Political correctness also existed back in the USSR, so nostalgically remembered by the Beatles. The basic concept was the same as in today’s West, but the interpretation was different.
Far from being proscribed, jokes about racial minorities, Jews, women and cripples were actively encouraged.
The political correctness the authorities enforced really was political. Hence a joke about communism or any of its figureheads would act as a starting gun for a race.
The listeners, including the joker’s close friends, would fall over themselves rushing to report the offender to the KGB (or its precursors).
The winner of the race would receive an accolade, doing his career no harm. The losers could well be prosecuted under Article 58.12 of the USSR Criminal Code, covering ‘not reporting counterrevolutionary activity’.
Colloquially called ‘knew but didn’t tell’, the Article left much leeway for the prosecution. Its strict letter provided for a maximum punishment of six months in prison, which in those days only qualified as a mild rebuke.
But if the spirit moved the prosecutor, he could link Article 58.12 to others, including those calling for the capital punishment or, more usually, a tenner in the camps (which for all practical purposes amounted to the same thing).
In my post-Stalin youth the Article changed its number, and it got to be evoked less frequently. Yet a political joke laughingly told in boozy company could still be punished by imprisonment or, more often, expulsion from a university or sacking from a job.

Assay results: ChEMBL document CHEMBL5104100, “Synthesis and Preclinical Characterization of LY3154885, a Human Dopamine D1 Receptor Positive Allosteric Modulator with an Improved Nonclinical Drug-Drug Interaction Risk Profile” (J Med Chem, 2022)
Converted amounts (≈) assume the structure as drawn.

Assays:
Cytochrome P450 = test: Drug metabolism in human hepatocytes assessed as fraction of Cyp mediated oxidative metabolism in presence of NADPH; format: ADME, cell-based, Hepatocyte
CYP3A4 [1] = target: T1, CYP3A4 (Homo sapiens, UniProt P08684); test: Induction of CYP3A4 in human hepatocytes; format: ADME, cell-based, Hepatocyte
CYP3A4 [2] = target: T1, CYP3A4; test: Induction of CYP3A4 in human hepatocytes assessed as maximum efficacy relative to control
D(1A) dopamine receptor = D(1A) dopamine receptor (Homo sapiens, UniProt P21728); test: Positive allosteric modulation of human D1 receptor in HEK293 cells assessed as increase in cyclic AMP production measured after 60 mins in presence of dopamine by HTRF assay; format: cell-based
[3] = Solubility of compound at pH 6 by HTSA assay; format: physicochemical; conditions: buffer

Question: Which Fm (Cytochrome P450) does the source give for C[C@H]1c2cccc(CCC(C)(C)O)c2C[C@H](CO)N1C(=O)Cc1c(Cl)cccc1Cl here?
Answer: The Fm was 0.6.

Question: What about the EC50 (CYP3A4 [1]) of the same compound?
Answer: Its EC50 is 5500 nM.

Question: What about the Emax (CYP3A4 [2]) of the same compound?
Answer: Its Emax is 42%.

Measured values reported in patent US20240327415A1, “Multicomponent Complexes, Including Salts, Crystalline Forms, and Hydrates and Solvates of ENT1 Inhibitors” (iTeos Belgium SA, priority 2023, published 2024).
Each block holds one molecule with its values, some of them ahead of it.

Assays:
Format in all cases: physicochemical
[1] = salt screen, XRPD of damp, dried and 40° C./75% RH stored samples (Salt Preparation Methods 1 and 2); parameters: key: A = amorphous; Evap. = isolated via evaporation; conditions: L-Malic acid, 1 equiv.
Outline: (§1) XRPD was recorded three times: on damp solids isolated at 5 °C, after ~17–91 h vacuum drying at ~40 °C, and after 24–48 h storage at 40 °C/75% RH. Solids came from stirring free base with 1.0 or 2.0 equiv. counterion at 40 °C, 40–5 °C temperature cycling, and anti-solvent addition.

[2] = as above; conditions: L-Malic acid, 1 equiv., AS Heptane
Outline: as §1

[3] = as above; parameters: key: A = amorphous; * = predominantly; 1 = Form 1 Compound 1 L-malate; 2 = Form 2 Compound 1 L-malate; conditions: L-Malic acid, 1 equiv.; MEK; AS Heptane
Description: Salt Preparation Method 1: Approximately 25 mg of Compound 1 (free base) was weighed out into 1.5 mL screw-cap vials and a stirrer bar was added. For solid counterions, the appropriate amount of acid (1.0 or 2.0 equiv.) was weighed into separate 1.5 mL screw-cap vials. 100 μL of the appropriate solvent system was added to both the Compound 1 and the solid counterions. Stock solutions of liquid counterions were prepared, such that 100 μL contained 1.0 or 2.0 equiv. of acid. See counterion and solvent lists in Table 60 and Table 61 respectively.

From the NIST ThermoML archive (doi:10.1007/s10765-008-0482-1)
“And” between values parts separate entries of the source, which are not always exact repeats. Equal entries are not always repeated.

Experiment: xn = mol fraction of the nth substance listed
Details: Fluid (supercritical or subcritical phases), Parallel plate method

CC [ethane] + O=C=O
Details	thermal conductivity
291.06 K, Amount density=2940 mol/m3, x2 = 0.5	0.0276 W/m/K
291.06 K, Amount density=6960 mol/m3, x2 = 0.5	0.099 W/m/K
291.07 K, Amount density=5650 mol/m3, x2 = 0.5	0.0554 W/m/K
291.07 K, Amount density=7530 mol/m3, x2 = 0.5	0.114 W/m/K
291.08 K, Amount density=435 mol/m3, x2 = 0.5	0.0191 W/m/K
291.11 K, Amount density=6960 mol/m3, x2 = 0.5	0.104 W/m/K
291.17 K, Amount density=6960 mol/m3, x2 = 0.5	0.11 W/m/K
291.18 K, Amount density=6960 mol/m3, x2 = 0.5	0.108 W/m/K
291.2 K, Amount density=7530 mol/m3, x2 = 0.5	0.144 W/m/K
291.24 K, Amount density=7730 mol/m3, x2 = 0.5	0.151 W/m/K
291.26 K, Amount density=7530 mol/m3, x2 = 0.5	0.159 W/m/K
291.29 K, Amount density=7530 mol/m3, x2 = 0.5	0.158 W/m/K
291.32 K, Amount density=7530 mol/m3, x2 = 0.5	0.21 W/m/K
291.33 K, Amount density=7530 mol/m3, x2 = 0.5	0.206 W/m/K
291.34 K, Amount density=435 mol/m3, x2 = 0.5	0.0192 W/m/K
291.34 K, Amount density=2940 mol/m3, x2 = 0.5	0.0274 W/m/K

It’s refreshing to see how rapidly today’s West is moving in the same direction.
Jokes aren’t yet treated as treason against the state, although that may come in due course. For the time being they’re only punished if they betray the diktats of the modern ethos.
Nor is criminal prosecution practised yet, though we shouldn’t hold our breath. Yet an unfortunate joker may already suffer a campaign of public opprobrium and concomitant career repercussions.
Two current cases, one Russian, the other British, illustrate the point.
Chronologically, the first one involved Shamil Tarpischev, president of the Russian Tennis Federation and admittedly an unsavoury character.
Russia’s pre-Vlad president, Yeltsyn, was a tennis buff, and Tarpischev was his favourite coach. As such he belonged to the presidential coterie that differed from a mafia only in insignificant details.
Proximity to the godfather, at that time Yeltsyn, was both a necessary and sufficient condition for advancement, and Tarpischev advanced all the way to the post of Sports Minister.
Now if you’ll allow some background, the sports establishment in the USSR was run by the KGB. The reason is self-evident: world-class athletes by definition had to travel the world, which was the highest privilege ever afforded a Soviet citizen.
Hence the ranks of athletes had to be heavily infiltrated by those whose mission in life was to enforce loyalty and ideological purity. Thus every Soviet sports ‘delegation’ travelled in the company of numerous KGB minders under the guise of interpreters, team doctors, administrators, tour guides and whatnot.
The USSR Sports Committee effectively was a KGB department, and the fusion of sports and secret police was maintained when history ended and Democracy vanquished.
Except that by then the secret police itself had fused with the criminal underworld to such an extent that it was impossible to tell where one ended and the other began (Col. Vlad, he of a $40 billion fortune, is a prime example of this amalgam).